A few summers ago, Pete and I took a weekend away in Asbury Park, New Jersey to catch a punk festival coming through (more on that in another post). We’d recently rebuilt our lives after a several-year-spanning bad patch and were starting to *really simmer* again. Happy, content, comfortable. The concert was our reason for taking the trip, but the trip ended up being much bigger than that. We relaxed and recreated really hard and it was one of my best vacations ever. At the time we were listening to a lot of Here Come the Warm Jets and watching the waves break on the beach, the piano riff of “Faraway Beach” was in my head on a loop. It endures--I still think of that trip when I hear the song.
It starts with that loop with soft drums and backing vocals, harmonizing “ahhhhhhh” with the piano riff. This intro lasts TWO MINUTES AND FIFTY THREE SECONDS of a four and a half minute song. And if you’re curious, the word count for the song clocks in at a lean 49*. This is the point though because that hypnotic and repetitive intro tells most of the story. When the vocals start, he’s starting in the middle of a conversation, with the understanding that you’ve had all the context you need for him to burst out with “given the choice, I’ll die like a baby on some faraway beach when the season’s over.” As is the case with all Eno solo songs, I don’t know for sure what this one is about, but am VERY confident it’s about something. If I had to guess, I would say it’s about how life is ultimately temporary with maybe a sprinkle of how nature exists past the human plane, but again, no idea for sure. As the vocals and the drums and other instruments fade out, the piano is back as the feature, playing a similar (but not the same) melody it did during that long introduction, at such a pace where you feel nature moving on after we’re gone. Purely my take, I don’t think I’ve ever discussed this with anyone. The internet tells me that the lyrics came to Eno in a dream and nothing else definitively.
*If you’re like me and don’t know how many words most pop songs contain, I did a word count for David Bowie’s “Heroes,” a fairly conventional pop song of a similar sub-genre from the same era and it has 266 words.
As much as I love Eno, Pete is the *big* fan in my household. He has a near-complete collection of Eno’s solo recordings, reads voraciously up on Eno’s methods and compositional philosophies and you can probably hear it in both of EG’s most recent albums, particularly the most recent, Relaunch. Pete’s phone case is the cover of Another Green World. When he’s wearing his t shirt that also bears the cover of Another Green World, he reminds me of the time I brought an in-heat Betty to the vet wearing a sweatshirt with a picture of a cat on it, clutching my wallet, which yes, also had a picture of a cat on it. He earned this post yesterday, having gotten through Billy Joel day. I rushed to get it done today even though I didn’t really have time for this reason and because it’s Thursday afternoon.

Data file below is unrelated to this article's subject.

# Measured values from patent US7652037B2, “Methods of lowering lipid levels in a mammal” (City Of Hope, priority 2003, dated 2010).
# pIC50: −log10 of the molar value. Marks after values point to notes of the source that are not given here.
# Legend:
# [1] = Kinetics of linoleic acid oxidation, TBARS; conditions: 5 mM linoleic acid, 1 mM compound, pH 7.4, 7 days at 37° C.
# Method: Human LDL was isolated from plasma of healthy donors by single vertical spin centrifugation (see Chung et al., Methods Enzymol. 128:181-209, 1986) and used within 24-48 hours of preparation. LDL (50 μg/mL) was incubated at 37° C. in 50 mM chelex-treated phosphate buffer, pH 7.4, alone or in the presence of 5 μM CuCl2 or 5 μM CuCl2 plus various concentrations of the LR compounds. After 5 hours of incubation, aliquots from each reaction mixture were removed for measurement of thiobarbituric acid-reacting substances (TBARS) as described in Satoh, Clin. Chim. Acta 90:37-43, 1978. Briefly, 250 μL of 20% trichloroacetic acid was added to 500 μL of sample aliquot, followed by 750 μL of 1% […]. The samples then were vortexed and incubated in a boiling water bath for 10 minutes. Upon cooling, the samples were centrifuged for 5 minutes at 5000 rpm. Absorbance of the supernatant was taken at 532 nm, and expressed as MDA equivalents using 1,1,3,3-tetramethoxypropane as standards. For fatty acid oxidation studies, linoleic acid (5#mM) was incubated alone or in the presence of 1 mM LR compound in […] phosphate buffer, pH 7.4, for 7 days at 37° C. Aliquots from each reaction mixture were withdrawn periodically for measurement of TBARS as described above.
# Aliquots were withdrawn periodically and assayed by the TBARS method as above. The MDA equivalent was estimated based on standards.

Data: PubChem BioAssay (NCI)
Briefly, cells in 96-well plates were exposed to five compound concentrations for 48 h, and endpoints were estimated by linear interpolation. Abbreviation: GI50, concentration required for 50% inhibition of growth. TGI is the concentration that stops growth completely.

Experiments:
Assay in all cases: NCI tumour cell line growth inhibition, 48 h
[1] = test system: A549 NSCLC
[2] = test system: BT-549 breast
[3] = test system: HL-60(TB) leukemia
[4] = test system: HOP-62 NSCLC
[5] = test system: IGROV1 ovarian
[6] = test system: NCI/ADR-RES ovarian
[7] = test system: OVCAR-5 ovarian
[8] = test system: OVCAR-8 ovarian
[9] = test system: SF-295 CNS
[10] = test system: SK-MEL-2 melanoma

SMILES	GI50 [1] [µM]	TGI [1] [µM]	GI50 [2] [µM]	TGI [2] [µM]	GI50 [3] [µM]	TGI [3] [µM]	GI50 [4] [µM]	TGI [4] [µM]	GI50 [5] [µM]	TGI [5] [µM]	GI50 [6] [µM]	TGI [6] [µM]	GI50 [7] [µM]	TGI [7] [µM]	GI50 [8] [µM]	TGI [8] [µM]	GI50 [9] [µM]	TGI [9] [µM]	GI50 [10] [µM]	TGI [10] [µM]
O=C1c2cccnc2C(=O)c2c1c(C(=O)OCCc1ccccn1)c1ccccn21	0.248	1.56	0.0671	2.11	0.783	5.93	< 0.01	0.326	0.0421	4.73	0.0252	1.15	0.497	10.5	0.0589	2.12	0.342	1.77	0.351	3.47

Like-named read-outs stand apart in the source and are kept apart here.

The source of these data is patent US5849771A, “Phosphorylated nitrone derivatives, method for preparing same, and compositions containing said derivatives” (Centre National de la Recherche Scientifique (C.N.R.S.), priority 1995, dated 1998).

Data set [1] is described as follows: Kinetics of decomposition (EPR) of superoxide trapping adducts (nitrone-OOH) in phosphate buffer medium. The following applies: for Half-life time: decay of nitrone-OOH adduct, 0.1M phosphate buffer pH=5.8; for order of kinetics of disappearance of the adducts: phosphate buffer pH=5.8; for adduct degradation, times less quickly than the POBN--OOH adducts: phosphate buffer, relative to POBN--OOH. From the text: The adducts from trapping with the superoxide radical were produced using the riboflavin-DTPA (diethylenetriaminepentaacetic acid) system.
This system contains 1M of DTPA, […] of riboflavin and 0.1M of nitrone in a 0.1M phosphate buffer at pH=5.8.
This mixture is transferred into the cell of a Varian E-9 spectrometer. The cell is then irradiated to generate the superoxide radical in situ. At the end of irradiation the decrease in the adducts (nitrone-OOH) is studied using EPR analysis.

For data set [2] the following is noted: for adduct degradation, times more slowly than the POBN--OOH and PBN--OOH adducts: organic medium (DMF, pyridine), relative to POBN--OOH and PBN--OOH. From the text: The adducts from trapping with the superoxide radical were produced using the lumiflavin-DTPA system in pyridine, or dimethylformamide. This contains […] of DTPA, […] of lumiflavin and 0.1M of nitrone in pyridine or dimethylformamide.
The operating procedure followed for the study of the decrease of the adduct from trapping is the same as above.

If you haven’t seen the BBC documentary titled Five Years, about the meatiest years of David Bowie’s career, it’s currently streaming on HBO Go. It’s the only documentary I could and do watch at least twice a year. It was hard to find for a minute there, to the point where when we did locate it on PBS dot com or some such place, we actually converted it to file and saved it for safe keeping. Anyway, among the five years covered in the doc is 1976, when the majority of Low was recorded over in Berlin with significant involvement from our pal Eno. I think he probably generally comes off very well in interviews, but he comes off EXCEPTIONALLY well in these as the godfather/puppetmaster of David Bowie’s most lauded output.
I bring this up because I want to talk about my very favorite part of it, when co-producer Tony Visconti recounts the famous story of how he introduced the idea of using new toy, the Eventide Harmonizer on Low, telling Bowie and Eno over the phone “it fucks with the fabric of time.” I think in telling this story, it’s implied that Visconti is kind of fucking with *them*, and they take the bait. The experimentally nerdy duo in their little production bubble let out a “whoop,” which I think only Visconti can do justice. That to me summarizes the necessity that these two work with each other on Low and Heroes. Like, the universe saw it as necessary. I think they’d agree, evidenced by the fact that though they didn’t work together all that much after Heroes, they regularly kept in touch and in much later years, would send each other funny and surreal emails, as if they shared a language neither of them could translate, but both completely and fully understood.